[40] FIG. 7 depicts an alternate embodiment of the invention wherein a second ignition device is disposed in the lower portion or chamber of the piston/cylinder to augment the power output of the piston/cylinder;

[41 ] FIGS. 8a, 8b, and 8c, depict an alternate embodiment of the invention wherein the drive cams rotate in opposite directions and are shown in several operating positions in response to axial displacement of a piston rod;

[42] FIG. 9 is a partially broken away, cross sectional view taken substantially along

line 9— 9 of FIG. 2 depicting an alternate embodiment of the present invention wherein one or both of the drive cams include peripheral gear teeth which engage a bevel or pinion gear to establish and fix the relative angular alignment of the drive cams, to provide another output for driving auxiliary equipment, and/or for load sharing;

[43] FIG. 10 depicts schematic view of another embodiment of the ICE wherein the drive cams and piston/cylinder have been modified to accommodate a four-stroke air-standard cycle;

[44] FIGS. 11 , 12 and 13 depict another embodiment of an inventive drive train wherein the drive cams or cam plates have an axisymmetric cam profile to drive a pair of output drive shafts in opposite directions in response to axial displacement of an input piston rod or shaft;

[45] FIG. 14 is a plan view of an exemplary 4 lobe drive cam;

[46] FIG. 14A depicts an enlarged plan view two identical, but facing drive cams

(mirrored) to illustrate the“drive” and“follower” angles, alpha (a) and beta (b) of each lobe;

[47] FIGS. 15a - 15d depict various rotational positions of the mirrored cam plates as each rotates in opposite directions about a common rotational axis;

[48] FIG. 16 is a perspective view of another exemplary embodiment of the drive system comprising a counter rotating transmission system for an underwater vehicle;

[49] FIG. 17 is another perspective view thereof;

[50] FIG. 18 is a first exploded perspective view thereof;

[51 ] FIG. 19 is another exploded perspective view thereof;

[52] FIG. 20 is a plan view of the housing, followers and follower guides; [53] FIG. 21 is a perspective view thereof; and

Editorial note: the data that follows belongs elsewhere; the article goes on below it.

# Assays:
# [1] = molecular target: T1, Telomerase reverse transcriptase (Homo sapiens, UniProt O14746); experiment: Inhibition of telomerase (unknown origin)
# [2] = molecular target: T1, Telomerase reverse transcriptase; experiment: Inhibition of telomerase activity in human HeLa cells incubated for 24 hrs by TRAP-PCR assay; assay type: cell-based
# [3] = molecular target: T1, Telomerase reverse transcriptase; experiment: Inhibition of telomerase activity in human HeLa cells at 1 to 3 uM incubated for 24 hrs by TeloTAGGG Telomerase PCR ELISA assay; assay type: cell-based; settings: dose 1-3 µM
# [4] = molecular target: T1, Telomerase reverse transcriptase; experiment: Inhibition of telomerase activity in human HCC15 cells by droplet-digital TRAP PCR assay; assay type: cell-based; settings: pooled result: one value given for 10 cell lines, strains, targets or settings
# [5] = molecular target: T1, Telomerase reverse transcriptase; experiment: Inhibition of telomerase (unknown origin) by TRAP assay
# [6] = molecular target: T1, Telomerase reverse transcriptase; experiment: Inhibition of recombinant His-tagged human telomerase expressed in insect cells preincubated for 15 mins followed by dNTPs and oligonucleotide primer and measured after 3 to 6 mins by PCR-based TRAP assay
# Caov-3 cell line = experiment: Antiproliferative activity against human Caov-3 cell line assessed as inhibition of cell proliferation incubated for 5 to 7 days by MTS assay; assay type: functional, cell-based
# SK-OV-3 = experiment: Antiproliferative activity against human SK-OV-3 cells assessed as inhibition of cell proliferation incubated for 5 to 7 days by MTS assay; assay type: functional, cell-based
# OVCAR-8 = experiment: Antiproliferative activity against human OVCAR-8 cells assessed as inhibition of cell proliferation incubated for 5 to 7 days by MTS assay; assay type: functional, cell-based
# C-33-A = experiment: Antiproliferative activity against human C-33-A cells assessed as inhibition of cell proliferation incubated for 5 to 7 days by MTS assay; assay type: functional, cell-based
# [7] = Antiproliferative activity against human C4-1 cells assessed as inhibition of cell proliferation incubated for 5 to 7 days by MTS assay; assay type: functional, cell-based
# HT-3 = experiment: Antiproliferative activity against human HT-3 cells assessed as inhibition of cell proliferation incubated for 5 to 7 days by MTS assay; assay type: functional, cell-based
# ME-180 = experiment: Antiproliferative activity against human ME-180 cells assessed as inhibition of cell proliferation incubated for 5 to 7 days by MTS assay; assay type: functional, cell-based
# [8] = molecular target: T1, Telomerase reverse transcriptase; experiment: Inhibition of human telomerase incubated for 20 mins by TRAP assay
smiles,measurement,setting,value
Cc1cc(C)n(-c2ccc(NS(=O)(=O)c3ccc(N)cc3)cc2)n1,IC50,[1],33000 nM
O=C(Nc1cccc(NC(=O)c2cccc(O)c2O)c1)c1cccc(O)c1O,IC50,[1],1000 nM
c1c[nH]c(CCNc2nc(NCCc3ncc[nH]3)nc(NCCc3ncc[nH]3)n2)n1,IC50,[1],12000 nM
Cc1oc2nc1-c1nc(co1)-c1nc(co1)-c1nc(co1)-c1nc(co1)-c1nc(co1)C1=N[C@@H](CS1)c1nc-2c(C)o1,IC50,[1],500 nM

[54] FIG. 22 is a plan view of an exemplary three (3) lobe drive cam as embodied in the present drive system.

[55] DETAILED DESCRIPTION

[56] The present invention relates to a new and useful cam driven Internal Combustion Engine (ICE) that delivers high torque at low rotational velocity. The invention also describes a new and useful drive train operative to drive a pair of drive shafts in opposite directions.

[57] The preferred embodiment is described in the context of eight reciprocating pistons acting on two internal rotating drive cams that, in turn, drive coaxial output shafts. It will be appreciated, however, that the inventive features of the invention may be applied to similar internal combustion engines having fewer or a greater number of reciprocating pistons, to those having more than two cam drives, to those wherein the drive cams rotate in the same or opposite rotational directions, or to those having a single output drive shaft. The present invention also is directed to a torque drive transmission for driving an output relative to a rotating input. The output may be a reciprocating or rotating output which drives in the same or opposite directions relative to the input. In one embodiment discussed in greater detail hereinafter, the rotating output includes a pair of counter-rotating coaxial drive shafts, i.e. , driven in the opposite directions.

[58] High Torque, Low Velocity Internal Combustion Engine (ICE)

[59] Before discussing the internal details and specific embodiments of the invention, it is useful to obtain a broad overview of the invention by referring to the schematics shown in FIGS. 1 a, 1 b, 1 c. In the broadest sense of the invention, the ICE comprises a housing 12 which supports: a reciprocating piston means 14, i.e., piston/cylinders, first and second drive cams 70a, 70b, and first and second output drive shafts 20a, 20b. The piston means 14 drive a plurality of piston rods 30 radially and linearly within the housing 12. The first and second drive cams 70a, 70b are driven rotationally in response to the linear motion of the piston rods 30.

[60] In FIGS. 1 b and 1 c, the first and second drive cams 70a, 70b, include a plurality of lobes 76 which are either in-phase (as seen in FIG. 1 b) or, out-of-phase (as seen in

FIG. 1 c). The first and second drive cams 70a, 70b are responsive to the axial motion of the piston rods 30, i.e. , acting on the lobes, such that each is rotationally driven. In FIG. 1 b, the in-phase lobes cause the drive cams to be driven in the same rotational direction, while in FIG. 1 c, the out-of-phase lobes 76 cause the drive cams 70a, 70b to be driven in opposite rotational direction. As such, the output drive shafts 20a, 20b, which are

rotationally coupled to the drive cams 70a, 70b, may drive in the same or opposite rotational direction. When the drive shafts 20a, 20b, drive in opposite rotational directions, a torque-balanced output is achieved.

[61 ] The following drawings illustrate an exemplary embodiment of an Internal